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Boy's Cardboard Creation Becomes Web Sensation

In a working class neighborhood of east Los Angeles, there is an auto parts store which has become famous.

“People fly in from all around the world," says owner George Monroy. "They take taxis here.”

The visitors are not coming for the auto parts. They’re here to play in an arcade created by Monroy's son.

In the summer of 2011, when Caine Monroy was nine, he won a miniature basketball hoop from playing an arcade game. George says Caine decided to create his own arcade game by taping the hoop to a cardboard box.

"He was trying to get all the customers to play his basketball game," George says. "He didn’t have very much luck with that, so he started making the game better. He kept building even though he didn’t have any customers.”

It took three months for Caine to get his first customer, when Nirvan Mullick showed up on the last day of summer.

“I needed a door handle for my '96 [Toyota] Corolla," he remembers, "and just rolled into this auto parts store.”

That's how Mullick became Caine’s first official customer.

“When I scored a point, he would crawl into the box and push out tickets from inside the box," Millick says. "That’s the point when my heart kind of stopped, and I was brought back to when I was nine and just reminded of being a kid.”

Mullick, who also happens to be a filmmaker, was inspired to make a short film on Caine’s Arcade. He posted it on the Internet and set up a scholarship fund for Caine with the goal of raising $25,000.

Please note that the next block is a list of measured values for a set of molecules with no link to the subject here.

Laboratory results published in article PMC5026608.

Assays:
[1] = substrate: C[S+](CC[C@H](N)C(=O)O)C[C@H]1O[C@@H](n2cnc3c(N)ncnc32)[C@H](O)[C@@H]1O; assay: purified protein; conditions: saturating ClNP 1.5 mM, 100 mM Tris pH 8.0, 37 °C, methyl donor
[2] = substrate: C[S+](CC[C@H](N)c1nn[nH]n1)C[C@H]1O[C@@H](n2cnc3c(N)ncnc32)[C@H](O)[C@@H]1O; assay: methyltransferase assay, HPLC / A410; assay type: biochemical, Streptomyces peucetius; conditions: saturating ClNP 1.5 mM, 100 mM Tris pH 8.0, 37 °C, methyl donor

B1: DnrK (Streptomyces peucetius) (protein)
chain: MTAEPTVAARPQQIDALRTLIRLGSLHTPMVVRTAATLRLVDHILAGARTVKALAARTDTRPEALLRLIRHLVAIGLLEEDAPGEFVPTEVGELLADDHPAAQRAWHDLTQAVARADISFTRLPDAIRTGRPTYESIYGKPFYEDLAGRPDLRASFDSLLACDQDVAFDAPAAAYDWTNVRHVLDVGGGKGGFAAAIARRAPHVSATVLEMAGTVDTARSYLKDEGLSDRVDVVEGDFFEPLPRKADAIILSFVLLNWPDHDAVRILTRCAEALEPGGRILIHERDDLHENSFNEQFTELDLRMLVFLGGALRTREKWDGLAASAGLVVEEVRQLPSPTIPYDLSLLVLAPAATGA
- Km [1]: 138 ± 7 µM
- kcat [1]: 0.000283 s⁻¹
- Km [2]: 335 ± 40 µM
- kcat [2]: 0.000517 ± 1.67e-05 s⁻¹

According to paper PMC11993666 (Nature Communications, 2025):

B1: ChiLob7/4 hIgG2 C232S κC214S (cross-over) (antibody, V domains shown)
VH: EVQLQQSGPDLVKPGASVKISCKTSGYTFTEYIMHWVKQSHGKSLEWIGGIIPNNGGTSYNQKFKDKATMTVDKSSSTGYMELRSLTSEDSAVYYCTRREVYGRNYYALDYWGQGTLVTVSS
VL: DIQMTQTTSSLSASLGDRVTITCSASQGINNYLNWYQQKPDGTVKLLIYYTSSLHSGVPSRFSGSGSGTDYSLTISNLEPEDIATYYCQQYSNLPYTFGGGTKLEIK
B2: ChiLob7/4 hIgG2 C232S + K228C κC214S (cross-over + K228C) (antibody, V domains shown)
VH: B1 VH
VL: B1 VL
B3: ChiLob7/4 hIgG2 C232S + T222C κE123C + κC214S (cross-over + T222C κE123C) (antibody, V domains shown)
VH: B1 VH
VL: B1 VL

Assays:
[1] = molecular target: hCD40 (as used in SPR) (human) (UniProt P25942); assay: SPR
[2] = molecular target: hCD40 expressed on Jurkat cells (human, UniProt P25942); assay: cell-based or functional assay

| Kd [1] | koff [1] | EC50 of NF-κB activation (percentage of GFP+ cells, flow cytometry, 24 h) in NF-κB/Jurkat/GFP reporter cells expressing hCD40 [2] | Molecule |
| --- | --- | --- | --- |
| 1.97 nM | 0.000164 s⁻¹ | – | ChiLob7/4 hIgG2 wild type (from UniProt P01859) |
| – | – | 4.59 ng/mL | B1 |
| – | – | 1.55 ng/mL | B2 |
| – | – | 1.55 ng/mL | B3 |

“The first day the film was online it raised over $60,000, got over a million views," Mullick says. "After five days it was $152,000 raised.”

The film about Caine’s arcade also inspired the Imagination Foundation, an organization created to encourage creativity and entrepreneurship in children around the world.

As part of the Imagination Foundation's first-annual Global Cardboard Challenge, children from Sri Lanka to Singapore, and even Dubai, have built cardboard creations inspired by Caine.

An English-speaking mothers group in Dubai invited children to build cardboard creations to share at a party. Six-year-old Maeve Butler made a castle and took it to the party.

“You can put on funny things on, like a mask or some funny mustache glasses and then you got to take a picture on the fake TV made out of cardboard,” Mauve said.

As for young Caine Monroy? He's surprised at how interest has spread.

“It’s kind of cool I inspired people,” he says.

Caine used to speak with a stutter. He doesn't anymore. His father says his son has also changed in other ways over the last year.

"He’s not that shy little kid he was a year ago," George says. "He has changed 100 percent. He does a lot better in school. He has a lot more confidence."

Caine's Arcade is opened almost every weekend for anyone who wants to stop by and play.